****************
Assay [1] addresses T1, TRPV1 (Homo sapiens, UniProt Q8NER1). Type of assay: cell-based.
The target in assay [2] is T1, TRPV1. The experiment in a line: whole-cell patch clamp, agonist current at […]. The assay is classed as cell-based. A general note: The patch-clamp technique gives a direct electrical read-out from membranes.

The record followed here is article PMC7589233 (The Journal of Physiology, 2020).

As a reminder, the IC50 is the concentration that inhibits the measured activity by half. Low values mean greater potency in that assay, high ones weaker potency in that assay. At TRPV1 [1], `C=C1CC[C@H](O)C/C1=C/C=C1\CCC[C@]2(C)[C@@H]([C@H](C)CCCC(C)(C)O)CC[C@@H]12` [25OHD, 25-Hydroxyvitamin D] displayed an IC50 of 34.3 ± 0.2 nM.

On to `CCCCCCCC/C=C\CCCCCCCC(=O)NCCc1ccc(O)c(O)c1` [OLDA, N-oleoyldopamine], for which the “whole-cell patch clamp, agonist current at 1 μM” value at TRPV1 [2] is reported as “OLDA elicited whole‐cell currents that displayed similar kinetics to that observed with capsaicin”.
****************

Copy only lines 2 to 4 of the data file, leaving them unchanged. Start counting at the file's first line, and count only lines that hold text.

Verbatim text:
The target in assay [2] is T1, TRPV1. The experiment in a line: whole-cell patch clamp, agonist current at […]. The assay is classed as cell-based. A general note: The patch-clamp technique gives a direct electrical read-out from membranes.

The record followed here is article PMC7589233 (The Journal of Physiology, 2020).

As a reminder, the IC50 is the concentration that inhibits the measured activity by half. Low values mean greater potency in that assay, high ones weaker potency in that assay. At TRPV1 [1], `C=C1CC[C@H](O)C/C1=C/C=C1\CCC[C@]2(C)[C@@H]([C@H](C)CCCC(C)(C)O)CC[C@@H]12` [25OHD, 25-Hydroxyvitamin D] displayed an IC50 of 34.3 ± 0.2 nM.